Unnamed sources are alleging that pro-golfer Phil Mickelson received nearly $3 million from an illegal gambling racket. Mickelson is not under investigation, but the sources claim he was alluded to in a recent money-laundering case.
According to ESPN, two sources confirmed that the pro-golfer was part of “an illegal gambling operation which accepted and placed bets on sporting events.”
Former gambling handicapper Gregory Silveira, 56, pleaded guilty last week to laundering $2.75 million from February 2010 to February 2013. The money was from an unnamed “gambling client,” and sources say that client was Phil Mickelson.
The pro-golfer has not been charged with any criminal activities and is not under investigation. The New York Post reports the law is designed to go after the gambling rings, not the gamblers.
Nevertheless, the allegations could end up as a PR nightmare for Mickelson, who has so far declined to comment, along with his attorneys.
Phil Mickelson is a five-time major winner and one of the wealthiest and most popular players in the world of professional golf, but he has had gambling issues in the past.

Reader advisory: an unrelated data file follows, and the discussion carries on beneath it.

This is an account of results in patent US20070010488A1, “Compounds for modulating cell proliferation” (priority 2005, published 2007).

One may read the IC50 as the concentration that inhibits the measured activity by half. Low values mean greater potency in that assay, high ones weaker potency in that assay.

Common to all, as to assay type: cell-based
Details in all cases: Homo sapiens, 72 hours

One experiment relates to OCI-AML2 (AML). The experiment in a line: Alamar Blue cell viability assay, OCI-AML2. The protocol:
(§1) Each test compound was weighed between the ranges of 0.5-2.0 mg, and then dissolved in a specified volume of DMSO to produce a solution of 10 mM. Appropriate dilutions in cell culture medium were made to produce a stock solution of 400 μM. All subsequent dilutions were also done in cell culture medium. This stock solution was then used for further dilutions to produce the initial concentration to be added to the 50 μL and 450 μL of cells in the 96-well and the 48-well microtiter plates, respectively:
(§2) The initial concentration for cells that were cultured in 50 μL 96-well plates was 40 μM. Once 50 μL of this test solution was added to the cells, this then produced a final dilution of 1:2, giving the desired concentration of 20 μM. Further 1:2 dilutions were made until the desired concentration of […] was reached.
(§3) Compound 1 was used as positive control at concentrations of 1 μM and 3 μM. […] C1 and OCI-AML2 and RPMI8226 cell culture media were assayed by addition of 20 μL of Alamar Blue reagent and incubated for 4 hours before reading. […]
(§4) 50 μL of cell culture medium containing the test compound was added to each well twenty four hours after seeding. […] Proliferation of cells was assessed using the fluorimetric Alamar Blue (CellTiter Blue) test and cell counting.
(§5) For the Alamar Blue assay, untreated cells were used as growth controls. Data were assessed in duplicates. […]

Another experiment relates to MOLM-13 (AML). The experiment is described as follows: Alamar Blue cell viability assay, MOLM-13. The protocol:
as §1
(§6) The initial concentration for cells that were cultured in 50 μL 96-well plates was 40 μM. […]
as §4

In 2001, Mickelson was criticized by officials after he was caught betting on the NEC Invitational in the players lounge. He might have received a reprimand, but he also reportedly got $500 from Mike Weir on a long-shot bet that Jim Furyk would make a shot from the bunker.
For Silveira’s case, the money was described as “proceeds,” concealing whether it was winnings or losses for the client. Likewise, the court documents didn’t do much to affirm the sources’ claims except for one small clue that has since been erased.
Silveria’s initial guilty plea came with a reference to “money laundering of funds from P.M.,” and that P.M. is allegedly Phil Mickelson.
On June 17, after ESPN started questioning the initials, U.S. Attorney’s Office filed a motion to amend the plea. The newest version omits the reference.
Mickelson’s wealth is more enough to cover the sizable bets. ESPN reports that he has made $77 million from his three decades on the PGA Tour. Likewise, he receives $40 million yearly from endorsement deals from Callaway, Barclays, KPMG, Exxon Mobil, Rolex, and Amgen.
Still, the wealth hasn’t kept Phil Mickelson from financial crime in the past.
As previously reported by the Inquisitr, the SEC and FBI started investigating Mickelson for insider trading last year. Phil reportedly received insider information from billionaire Carl Icahn and invested heavily in Clorox Co. right before its shares jumped.
In that situation, Phil Mickelson denied any wrongdoing, but the golfer has yet to respond to the gambling allegations.
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